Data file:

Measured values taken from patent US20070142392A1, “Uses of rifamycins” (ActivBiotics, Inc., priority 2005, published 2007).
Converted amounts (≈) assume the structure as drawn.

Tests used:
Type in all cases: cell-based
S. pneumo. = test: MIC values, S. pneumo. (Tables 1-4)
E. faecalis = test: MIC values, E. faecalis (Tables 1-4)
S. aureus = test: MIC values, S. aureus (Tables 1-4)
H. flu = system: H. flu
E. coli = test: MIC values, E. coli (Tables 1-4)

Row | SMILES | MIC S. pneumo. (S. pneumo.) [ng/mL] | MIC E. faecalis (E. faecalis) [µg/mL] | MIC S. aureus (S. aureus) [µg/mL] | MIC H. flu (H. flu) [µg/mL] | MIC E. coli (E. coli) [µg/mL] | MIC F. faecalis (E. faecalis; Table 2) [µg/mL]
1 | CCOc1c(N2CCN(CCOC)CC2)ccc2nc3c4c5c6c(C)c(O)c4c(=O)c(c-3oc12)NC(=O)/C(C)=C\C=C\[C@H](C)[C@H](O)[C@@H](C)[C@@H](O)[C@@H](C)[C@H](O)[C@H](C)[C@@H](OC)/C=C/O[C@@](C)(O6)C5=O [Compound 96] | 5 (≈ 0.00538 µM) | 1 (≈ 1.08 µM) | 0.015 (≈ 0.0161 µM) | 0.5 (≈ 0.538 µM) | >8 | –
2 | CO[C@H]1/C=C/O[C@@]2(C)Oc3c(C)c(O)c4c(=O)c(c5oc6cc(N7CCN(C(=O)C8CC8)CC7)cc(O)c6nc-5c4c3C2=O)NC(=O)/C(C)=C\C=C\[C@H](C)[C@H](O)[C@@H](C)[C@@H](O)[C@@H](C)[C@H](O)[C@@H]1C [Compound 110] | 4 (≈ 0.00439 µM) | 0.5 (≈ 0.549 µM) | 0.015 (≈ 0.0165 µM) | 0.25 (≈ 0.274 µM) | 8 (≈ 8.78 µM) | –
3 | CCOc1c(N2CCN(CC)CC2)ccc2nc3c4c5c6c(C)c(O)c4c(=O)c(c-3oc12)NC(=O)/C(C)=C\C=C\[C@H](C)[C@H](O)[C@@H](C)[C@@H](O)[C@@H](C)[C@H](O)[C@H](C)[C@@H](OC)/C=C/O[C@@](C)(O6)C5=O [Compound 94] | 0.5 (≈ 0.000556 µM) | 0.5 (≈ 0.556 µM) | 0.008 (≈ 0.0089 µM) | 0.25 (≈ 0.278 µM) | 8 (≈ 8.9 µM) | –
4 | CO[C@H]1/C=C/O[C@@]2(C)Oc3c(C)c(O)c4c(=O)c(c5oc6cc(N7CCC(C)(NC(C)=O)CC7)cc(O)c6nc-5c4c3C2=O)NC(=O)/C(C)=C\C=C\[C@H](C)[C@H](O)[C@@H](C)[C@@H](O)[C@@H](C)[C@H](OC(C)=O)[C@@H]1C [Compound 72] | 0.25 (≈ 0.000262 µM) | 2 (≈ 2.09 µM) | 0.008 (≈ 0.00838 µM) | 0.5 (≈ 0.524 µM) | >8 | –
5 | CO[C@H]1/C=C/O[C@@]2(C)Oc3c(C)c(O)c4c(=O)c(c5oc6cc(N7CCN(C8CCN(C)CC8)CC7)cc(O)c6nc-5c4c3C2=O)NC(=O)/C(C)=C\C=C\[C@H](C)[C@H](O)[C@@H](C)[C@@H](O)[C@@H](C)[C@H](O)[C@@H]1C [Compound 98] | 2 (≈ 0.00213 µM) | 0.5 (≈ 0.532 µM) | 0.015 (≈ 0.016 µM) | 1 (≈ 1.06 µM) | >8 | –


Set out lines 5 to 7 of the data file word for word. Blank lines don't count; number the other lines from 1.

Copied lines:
S. pneumo. = test: MIC values, S. pneumo. (Tables 1-4)
E. faecalis = test: MIC values, E. faecalis (Tables 1-4)
S. aureus = test: MIC values, S. aureus (Tables 1-4)